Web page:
IN CHILDHOOD days of yore, long summer holidays were brightened by the arrival of bumper editions of The Dandy and The Beano. Eager eyes devoured extra helpings of Desperate Dan, Dennis The Menace, cartoons, capers, colouring-in pages and competitions. The Outlandish Companion is a much more lavish, sophisticated cornucopia (and priced accordingly) but it isn’t too much of a stretch to suggest that it might serve a similar purpose for the millions of devoted readers of Diana Gabaldon’s novels.

It is almost 25 years since the publication of Outlander, a time-travelling romantic adventure in which former army combat nurse Claire Randall touches an ancient circle of standing stones and is transported from the Scottish Highlands of 1946 back in time to 1743, where her heart is won by dashing Jamie Fraser (named in honour of 1960s Doctor Who companion Jamie McCrimmon).

Gabaldon has since shown the productivity of a Stakhanovite, producing seven sequels, a graphic novel and a spin-off collection of Lord John Grey historical mysteries. Outlander has also inspired a musical and a television series that has provided gainful employment for a who’s who of Scottish actors from Bill Paterson to Gary Lewis, John Sessions and Douglas Henshall.

Attractively presented and profusely illustrated, The Outlandish Companion promises to open “a door through the standing stones” and give us a “guided tour of what lies within”. Over the course of close to 600 pages, Gabaldon serves as a chatty guide to the world she has created. She confesses to a love of footnotes and digressions and you easily understand why this hefty tome is merely volume one. There are handy synopses of the first four Outlander novels, a cast of characters, a glossary of terms (from braw to lug), replies to frequently asked questions, an annotated bibliography that runs over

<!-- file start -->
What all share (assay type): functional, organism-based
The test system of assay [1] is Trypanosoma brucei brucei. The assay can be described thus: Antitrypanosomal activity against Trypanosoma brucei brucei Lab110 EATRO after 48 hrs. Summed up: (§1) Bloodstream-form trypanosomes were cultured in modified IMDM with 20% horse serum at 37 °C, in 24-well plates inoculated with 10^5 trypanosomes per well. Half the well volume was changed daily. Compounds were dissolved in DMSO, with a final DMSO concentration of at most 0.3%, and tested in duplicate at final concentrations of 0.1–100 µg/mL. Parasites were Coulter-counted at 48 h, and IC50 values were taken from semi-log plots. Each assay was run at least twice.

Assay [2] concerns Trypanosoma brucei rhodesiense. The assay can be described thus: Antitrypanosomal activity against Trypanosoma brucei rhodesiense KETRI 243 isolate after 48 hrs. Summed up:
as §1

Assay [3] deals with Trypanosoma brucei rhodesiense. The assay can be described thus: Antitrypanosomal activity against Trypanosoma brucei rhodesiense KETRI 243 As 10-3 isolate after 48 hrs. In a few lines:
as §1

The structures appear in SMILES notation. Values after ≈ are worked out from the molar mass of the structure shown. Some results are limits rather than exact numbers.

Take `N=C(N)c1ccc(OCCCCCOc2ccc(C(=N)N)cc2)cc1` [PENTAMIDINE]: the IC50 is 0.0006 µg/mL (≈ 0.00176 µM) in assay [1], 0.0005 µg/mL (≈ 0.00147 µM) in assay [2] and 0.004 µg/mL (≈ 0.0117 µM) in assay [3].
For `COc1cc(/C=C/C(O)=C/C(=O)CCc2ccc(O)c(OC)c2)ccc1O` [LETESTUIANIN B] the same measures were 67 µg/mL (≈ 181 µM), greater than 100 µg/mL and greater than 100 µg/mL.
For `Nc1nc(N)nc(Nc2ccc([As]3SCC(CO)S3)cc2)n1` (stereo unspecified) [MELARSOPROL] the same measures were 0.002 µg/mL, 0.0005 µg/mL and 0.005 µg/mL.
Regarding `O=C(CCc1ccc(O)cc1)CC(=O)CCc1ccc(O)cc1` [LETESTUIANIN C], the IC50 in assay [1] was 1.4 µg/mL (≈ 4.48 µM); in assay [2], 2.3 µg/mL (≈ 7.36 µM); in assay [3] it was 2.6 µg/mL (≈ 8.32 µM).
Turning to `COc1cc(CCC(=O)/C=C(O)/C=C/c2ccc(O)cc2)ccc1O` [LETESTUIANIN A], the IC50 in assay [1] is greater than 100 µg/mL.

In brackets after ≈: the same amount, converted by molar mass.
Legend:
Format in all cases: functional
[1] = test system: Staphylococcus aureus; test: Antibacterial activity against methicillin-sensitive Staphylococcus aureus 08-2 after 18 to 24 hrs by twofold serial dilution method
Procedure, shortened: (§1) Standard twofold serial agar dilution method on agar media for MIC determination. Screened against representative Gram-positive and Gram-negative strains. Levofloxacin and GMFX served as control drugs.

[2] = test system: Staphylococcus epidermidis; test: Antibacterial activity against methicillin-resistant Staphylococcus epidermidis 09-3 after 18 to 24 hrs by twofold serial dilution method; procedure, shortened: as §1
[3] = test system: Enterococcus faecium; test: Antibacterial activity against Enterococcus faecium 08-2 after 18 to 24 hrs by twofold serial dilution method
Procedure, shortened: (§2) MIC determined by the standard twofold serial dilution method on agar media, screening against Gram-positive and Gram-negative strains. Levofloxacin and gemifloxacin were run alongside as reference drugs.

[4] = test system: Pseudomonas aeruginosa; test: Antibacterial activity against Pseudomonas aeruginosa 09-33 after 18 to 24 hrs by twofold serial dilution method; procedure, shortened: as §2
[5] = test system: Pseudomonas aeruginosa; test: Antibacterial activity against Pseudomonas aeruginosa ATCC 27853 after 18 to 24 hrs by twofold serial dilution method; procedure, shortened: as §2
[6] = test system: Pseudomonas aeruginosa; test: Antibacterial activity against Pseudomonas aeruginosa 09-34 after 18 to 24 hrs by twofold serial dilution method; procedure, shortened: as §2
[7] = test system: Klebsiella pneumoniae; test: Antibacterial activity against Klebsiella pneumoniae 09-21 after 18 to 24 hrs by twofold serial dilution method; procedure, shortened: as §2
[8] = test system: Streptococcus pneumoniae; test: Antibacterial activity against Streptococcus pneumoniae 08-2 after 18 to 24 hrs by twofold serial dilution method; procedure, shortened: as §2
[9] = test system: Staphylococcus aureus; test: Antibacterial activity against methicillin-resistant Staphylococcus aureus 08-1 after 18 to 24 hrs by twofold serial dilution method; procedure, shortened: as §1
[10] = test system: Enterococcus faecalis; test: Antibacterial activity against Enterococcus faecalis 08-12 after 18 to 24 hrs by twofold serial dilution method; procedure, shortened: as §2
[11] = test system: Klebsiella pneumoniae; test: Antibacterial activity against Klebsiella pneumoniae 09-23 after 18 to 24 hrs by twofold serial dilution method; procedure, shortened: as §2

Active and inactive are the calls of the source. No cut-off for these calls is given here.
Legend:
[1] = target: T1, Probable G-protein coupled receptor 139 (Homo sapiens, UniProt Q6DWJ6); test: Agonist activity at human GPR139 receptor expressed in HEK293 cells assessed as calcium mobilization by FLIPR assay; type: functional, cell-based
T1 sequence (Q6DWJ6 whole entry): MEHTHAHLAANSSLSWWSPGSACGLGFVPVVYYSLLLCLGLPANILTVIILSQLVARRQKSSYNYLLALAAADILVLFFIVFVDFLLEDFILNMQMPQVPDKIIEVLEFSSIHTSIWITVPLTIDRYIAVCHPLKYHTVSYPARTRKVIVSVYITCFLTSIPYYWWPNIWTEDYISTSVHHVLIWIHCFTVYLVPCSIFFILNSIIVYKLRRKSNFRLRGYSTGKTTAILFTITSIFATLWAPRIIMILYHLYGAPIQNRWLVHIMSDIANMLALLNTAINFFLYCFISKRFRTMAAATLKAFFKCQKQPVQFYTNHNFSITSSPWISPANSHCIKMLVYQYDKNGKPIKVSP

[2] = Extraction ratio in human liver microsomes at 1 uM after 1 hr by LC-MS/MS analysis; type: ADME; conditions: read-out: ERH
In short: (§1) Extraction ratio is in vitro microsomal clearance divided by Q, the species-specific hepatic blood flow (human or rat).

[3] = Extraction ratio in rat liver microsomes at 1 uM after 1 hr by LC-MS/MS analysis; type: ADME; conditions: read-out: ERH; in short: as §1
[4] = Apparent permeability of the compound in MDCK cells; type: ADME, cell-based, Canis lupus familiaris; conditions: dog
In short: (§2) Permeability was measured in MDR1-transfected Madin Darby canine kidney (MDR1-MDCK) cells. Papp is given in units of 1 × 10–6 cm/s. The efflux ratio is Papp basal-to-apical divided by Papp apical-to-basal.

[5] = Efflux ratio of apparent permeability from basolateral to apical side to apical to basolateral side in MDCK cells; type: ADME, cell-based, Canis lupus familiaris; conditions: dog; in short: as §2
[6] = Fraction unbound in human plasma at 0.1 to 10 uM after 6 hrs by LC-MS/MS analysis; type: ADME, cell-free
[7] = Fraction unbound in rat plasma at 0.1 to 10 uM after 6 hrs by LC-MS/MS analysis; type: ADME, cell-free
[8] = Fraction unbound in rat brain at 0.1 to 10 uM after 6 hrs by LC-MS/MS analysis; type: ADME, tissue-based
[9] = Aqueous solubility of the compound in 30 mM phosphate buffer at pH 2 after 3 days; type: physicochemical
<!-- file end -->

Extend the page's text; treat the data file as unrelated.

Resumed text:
30 pages, a recipe, horoscope readings for her fictional characters and an eclectic “methadone list” of writers she would highly recommend that ranges from William McIlvanney to Dorothy L Sayers via Dorothy Dunnett and Iain Banks. Gabaldon also suggests further reading might include Irvine Welsh, but with the reservation that he “is not for the weak”.

THE Outlandish Companion is not a book you are going to read from cover to cover in a single sitting. It’s possibly not a book you are physically able to hold for that length of time. Unless you are an Outlander fan, it is not a book you are going to read under any circumstances. It is, however, a volume you might enjoy dipping into as you grow to admire Gabaldon’s utter dedication to her craft and infectious enthusiasm for the research and care that have gone into her creations. It is hard to resist any author who so relishes what she does and who delights in the response it attracts from millions around the world.

This is an updated version of a book first published in 1999 and therefore includes significant new material, especially on the Outlander television series. Gabaldon recalls the constant interest in making a film or a television adaptation of her work, noting: “We’ve accepted only four option proposals in the past 20 years. Fortunately, the first three of these lapsed without incident. The fourth option deal that we did was with a gentleman named Jim Kohlberg.” It was Kohlberg and Battlestar Galactica veteran Ron D Moore who eventually transformed Outlander into a 10-part series for Starz cable network. Gabaldon’s appreciation of their efforts can be measured by her cameo appearance in series one and the recent announcement that she has written one of the scripts for series two.

Nestled between the Guide To Scottish Speech Patterns (suspiciously reminiscent of Stanley Baxter’s Parliamo Glasgow) and the Poems And Quotations, the book contains biographical information on Gabaldon (a zoologist and marine biologist who “can reduce a full-grown gannet to its component parts in only three hours”) and a good deal of useful information for the aspiring writer on how to get started, acquire an agent, handle a publicity tour and much more. The wisest words of all might be her simple conclusion that “ the only real way of learning to write a novel was probably to write a novel”.

Gabaldon is an endearingly garrulous, thoughtful companion to the world of Outlander, although if she really wants to compete with hallowed memories of those Dandy and Beano specials she really needs to add a colouring-in-section and a spot-the-difference competition. There’s always volume two.